We rested for a couple of days in Johannesburg and soaked up some sunshine and realized we were dog-tired.
We followed Eben and his wife Fia in our rental car to the place God had prepared for us near Rustenburg, and it was tailor-made. Anne and I looked at each other and effectively agreed that we have never had a reason to doubt the Lord’s good provision. Yet the reality of life in Africa hit us when a section of power line was stolen in a heavy rainstorm. So here we were back to buying ice, using flashlights, and the like. It was a reminder of our Guinea days. The power is back on and we are preparing for the start of the school semester next week. This too, comes with a few challenges.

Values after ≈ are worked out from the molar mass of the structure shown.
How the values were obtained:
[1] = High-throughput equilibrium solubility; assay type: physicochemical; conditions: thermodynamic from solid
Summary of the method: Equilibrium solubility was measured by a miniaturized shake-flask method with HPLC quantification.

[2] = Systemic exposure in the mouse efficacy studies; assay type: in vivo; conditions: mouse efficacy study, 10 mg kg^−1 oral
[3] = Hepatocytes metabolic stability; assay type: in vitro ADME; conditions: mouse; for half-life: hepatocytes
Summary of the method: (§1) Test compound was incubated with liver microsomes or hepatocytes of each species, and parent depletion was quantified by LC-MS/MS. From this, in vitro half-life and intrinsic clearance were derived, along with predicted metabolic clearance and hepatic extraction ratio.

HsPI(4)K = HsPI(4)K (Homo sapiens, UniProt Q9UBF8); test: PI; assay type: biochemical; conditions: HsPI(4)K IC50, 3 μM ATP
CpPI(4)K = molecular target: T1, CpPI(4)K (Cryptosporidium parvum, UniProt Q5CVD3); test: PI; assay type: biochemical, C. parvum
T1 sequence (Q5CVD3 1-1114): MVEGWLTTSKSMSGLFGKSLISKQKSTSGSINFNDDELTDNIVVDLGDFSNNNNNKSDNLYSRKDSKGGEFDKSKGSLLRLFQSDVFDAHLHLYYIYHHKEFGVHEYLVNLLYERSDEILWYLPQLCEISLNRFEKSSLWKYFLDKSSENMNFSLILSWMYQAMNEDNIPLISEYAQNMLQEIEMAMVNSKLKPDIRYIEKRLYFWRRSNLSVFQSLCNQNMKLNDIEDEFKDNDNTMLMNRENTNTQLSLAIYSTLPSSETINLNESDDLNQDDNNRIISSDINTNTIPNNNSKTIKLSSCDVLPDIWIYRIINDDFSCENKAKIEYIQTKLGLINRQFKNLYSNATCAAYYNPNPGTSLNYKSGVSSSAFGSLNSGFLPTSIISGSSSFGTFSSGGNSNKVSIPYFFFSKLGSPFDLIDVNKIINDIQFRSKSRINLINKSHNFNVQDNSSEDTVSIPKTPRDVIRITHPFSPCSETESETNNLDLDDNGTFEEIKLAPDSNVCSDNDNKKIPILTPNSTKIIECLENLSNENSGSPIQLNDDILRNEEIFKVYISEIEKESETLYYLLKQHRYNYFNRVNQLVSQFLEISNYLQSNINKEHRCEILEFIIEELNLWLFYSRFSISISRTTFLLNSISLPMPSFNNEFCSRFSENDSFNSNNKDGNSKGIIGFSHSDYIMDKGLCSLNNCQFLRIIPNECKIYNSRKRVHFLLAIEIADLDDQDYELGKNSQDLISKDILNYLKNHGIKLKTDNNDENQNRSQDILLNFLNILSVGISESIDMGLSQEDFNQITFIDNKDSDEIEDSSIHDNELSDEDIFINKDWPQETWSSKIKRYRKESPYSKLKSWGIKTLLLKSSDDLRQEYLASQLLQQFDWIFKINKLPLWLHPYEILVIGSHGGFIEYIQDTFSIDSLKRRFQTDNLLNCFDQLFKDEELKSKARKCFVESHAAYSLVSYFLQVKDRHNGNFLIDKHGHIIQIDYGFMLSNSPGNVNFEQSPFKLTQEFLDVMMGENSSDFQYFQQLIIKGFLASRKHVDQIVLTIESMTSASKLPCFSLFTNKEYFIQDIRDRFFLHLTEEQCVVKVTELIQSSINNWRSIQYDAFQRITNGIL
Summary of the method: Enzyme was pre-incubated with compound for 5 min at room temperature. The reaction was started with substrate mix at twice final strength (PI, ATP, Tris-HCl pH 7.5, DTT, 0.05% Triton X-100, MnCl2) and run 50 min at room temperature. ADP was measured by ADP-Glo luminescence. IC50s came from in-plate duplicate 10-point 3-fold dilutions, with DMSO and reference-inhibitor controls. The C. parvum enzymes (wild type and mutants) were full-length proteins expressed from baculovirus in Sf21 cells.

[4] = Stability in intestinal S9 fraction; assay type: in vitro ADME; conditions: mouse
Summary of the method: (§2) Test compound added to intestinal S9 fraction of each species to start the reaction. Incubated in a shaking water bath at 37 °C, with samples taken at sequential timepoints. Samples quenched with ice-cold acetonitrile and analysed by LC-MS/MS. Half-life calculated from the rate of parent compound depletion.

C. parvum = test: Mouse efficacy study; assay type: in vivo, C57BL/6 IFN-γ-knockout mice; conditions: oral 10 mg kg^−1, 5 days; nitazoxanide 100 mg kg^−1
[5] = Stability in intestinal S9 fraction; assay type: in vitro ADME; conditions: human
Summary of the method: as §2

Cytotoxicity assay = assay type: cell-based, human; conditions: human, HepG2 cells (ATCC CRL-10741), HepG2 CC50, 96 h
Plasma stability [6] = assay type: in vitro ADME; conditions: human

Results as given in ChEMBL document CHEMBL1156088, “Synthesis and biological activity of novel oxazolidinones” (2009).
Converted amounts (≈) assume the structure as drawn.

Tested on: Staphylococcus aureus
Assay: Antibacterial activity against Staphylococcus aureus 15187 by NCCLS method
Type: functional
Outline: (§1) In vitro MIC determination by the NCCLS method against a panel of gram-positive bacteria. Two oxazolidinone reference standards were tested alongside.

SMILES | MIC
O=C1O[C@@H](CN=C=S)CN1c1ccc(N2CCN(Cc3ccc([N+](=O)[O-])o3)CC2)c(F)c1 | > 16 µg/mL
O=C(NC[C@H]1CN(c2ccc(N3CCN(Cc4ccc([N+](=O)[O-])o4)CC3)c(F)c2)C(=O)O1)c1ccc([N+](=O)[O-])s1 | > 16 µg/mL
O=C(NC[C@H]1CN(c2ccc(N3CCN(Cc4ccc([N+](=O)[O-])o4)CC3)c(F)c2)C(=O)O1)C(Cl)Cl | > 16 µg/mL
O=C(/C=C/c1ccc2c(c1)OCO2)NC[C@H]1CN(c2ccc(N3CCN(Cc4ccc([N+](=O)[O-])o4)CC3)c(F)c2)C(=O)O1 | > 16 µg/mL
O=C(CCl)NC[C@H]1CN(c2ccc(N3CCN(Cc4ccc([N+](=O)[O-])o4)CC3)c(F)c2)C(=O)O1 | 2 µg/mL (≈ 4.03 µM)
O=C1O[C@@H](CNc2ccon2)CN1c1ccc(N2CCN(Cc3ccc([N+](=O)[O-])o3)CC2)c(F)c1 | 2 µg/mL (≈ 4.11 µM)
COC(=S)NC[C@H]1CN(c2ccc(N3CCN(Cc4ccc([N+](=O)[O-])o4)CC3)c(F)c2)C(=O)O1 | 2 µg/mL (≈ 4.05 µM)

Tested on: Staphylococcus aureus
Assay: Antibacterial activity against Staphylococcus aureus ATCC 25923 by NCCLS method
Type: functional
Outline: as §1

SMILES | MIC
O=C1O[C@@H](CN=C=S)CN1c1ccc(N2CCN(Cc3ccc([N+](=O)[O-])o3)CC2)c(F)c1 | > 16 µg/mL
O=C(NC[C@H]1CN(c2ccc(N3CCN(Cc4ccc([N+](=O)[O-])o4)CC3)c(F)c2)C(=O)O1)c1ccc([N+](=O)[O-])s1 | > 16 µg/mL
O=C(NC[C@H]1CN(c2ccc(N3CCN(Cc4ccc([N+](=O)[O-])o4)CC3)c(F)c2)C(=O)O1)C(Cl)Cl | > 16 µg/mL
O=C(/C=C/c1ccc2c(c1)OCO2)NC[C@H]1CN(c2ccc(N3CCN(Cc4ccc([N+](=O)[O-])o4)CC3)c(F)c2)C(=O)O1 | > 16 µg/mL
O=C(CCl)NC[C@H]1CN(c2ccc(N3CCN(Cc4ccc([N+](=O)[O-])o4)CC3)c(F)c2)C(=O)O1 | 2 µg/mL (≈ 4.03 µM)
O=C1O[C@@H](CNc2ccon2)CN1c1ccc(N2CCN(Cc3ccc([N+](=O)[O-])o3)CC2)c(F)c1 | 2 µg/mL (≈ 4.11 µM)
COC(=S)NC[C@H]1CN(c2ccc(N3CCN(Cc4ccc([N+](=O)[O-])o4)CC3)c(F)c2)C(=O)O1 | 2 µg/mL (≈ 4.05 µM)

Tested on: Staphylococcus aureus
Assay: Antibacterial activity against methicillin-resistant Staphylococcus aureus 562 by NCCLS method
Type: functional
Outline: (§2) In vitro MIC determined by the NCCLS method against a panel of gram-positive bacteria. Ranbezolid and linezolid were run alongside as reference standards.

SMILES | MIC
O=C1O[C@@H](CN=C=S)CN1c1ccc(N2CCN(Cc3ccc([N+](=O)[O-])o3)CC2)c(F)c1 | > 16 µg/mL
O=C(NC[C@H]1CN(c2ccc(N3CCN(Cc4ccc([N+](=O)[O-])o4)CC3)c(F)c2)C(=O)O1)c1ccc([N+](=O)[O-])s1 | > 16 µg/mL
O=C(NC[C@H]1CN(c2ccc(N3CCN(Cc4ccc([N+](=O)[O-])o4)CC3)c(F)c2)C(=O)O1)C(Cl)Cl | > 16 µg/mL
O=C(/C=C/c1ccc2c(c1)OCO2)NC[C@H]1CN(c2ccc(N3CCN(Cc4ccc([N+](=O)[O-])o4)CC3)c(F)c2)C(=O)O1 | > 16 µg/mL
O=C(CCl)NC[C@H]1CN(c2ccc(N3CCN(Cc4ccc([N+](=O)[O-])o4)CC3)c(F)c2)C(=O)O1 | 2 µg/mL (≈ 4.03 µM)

As much as Mukhanyo Theological College offers generous bursaries, COVID has hit the economy very hard. That makes it a sacrifice for many students to pay their school fees. Added to that, like many places in the world, there is a palpable fear of getting COVID. Yet, the minivan taxis that the students must ride in still are at full capacity, which means not much social distancing. Some students will not attend. Pray for creative solutions for the students and for wisdom for us as well, especially when Zoom classrooms are not a common option here.
Thank you all, once again for your prayers and financial support that even extends to us being able to rent a car for a time, and so lessen our COVID risk dramatically.
In His Majesty’s service,
John and Anne Span